Marketing to Children

The food industry is extremely competitive. That’s why food companies like McDonald’s, General Mills, and Kraft target children at young ages, to ensure brand loyalty as soon as possible. But this practice is inherently deceptive because young children do not have the cognitive capacity to even understand what marketing is. In response to criticism, the food industry is currently engaged in a clever charade called voluntary self-regulation, a toothless set of rules that has proven for decades to be a dismal failure. Unfortunately the federal government is going along with this non-system.

What can we do about it? Plenty. For starters, we should stop letting industry and policymakers alike scare us into thinking the First Amendment is an insurmountable barrier to regulating advertising. Eat Drink Politics can help you navigate the complex world of food marketing to children and find viable solutions to this predatory practice. We can also provide experts for litigation consulting.


The food movement should learn from the propaganda industry

Earlier this month, the nation’s largest health charity, the Robert Wood Johnson Foundation, announced a $500 million commitment over the next decade to curb childhood obesity, adding to its previous spending of the same amount since 2007. A billion dollars over 18 years is a lot of money. But let’s place it in context: The [...]

Continue reading →

Who is pulling the strings at the School Nutrition Association?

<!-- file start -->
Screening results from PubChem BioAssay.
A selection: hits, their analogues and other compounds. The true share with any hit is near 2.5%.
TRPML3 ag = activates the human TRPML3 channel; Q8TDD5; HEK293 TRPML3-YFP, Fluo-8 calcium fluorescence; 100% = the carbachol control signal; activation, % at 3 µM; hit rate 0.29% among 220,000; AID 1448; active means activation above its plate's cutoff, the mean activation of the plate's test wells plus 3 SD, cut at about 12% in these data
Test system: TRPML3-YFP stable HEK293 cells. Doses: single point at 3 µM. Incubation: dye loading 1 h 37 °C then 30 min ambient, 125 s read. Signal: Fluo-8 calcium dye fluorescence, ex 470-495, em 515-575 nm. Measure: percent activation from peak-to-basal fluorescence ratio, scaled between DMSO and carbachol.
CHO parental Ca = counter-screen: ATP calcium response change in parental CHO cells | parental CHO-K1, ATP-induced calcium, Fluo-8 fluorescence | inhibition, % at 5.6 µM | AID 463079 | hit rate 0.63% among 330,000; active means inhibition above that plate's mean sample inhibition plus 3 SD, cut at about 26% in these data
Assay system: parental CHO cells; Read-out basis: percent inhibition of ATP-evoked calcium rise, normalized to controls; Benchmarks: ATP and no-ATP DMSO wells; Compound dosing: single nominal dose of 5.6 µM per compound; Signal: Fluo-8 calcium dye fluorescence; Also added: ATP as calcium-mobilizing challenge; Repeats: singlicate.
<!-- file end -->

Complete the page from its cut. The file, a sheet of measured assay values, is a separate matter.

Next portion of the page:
As I wrote in June, a bitter fight erupted in Washington, D.C., when the School Nutrition Association (SNA) — representing the nation’s 55,000 school food professionals — decided to oppose nutrition improvements to federally subsidized school meals, claiming that districts face insurmountable challenges from too many changes happening too quickly. Michelle Obama has made the [...]

Continue reading →

Photo Guide to School Lunch – A Walk Through the School Nutrition Association Expo

I recently attended the annual meeting of the School Nutrition Association, the trade group that represents the 55,000 food service workers who have the thankless job of feeding millions of schoolchildren every day. While there, I tweeted out a few photos I took on the expo floor and I’ve uploaded all 82 of them to [...]

Continue reading →

Have the Feds Made School Food Worse with Government-Approved Junk?

Last week I attended the School Nutrition Association’s annual meeting in Boston, a gathering of the nation’s school food service workers. While most of the controversy lately has focused on the federally-required improvements to nutrition standards for school lunches, getting lost in the shuffle are new standards coming online this fall for school snacks and [...]

Continue reading →

School Food Lobby Flip-flops on Healthy School Lunches

School Nutrition Association includes such Big Food sponsors as PepsiCo, Domino’s and Muffin Town. Perhaps the most visible advocate for improving school food, Michelle Obama is now defending what shouldn’t be such a controversial idea: adding fruits and vegetables to public school lunches. Ask any nutrition expert what foods Americans — especially kids — need [...]

Continue reading →

Join Email List

Speaking Requests

Media Requests

Contact Michele Simon:

Random Ads